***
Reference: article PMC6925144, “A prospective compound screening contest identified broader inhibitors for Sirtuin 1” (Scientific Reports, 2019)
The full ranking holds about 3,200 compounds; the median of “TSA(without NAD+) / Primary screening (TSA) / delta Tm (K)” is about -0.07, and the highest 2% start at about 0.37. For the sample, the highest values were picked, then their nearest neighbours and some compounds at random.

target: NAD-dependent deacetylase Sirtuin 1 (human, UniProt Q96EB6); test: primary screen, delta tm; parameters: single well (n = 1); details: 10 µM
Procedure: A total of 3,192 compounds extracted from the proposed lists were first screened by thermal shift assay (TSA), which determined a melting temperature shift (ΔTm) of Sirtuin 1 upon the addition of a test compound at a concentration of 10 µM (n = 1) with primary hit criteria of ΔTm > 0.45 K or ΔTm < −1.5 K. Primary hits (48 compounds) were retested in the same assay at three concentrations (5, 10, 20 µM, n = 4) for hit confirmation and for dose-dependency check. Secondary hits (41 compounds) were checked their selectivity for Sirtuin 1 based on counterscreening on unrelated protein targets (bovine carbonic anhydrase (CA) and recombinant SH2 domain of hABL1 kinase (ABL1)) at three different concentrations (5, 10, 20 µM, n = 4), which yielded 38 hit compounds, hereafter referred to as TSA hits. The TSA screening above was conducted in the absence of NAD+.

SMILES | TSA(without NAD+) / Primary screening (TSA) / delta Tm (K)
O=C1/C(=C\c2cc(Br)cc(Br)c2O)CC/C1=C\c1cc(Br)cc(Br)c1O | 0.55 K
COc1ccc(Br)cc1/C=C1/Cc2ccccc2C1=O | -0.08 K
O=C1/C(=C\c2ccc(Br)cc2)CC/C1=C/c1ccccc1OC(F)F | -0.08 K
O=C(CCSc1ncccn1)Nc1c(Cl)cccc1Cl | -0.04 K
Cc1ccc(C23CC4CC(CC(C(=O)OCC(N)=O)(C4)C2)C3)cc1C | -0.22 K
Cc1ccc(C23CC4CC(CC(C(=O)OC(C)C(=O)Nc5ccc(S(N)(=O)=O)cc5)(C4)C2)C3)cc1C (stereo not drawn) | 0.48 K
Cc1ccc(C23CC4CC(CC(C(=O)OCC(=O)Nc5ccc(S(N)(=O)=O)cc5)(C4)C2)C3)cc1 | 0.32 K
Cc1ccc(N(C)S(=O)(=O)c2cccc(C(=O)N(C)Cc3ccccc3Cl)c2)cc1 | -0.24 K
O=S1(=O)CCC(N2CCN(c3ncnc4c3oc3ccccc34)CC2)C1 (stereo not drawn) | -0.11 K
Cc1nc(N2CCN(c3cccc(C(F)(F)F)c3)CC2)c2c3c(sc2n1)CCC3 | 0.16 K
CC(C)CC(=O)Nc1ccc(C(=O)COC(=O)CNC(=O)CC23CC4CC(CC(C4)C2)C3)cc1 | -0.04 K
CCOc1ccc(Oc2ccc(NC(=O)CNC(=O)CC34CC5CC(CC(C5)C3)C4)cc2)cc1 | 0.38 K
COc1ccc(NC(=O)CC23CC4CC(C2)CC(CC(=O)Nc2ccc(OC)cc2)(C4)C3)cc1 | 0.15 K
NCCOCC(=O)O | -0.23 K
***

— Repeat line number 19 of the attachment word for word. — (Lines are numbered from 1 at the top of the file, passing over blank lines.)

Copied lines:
NCCOCC(=O)O | -0.23 K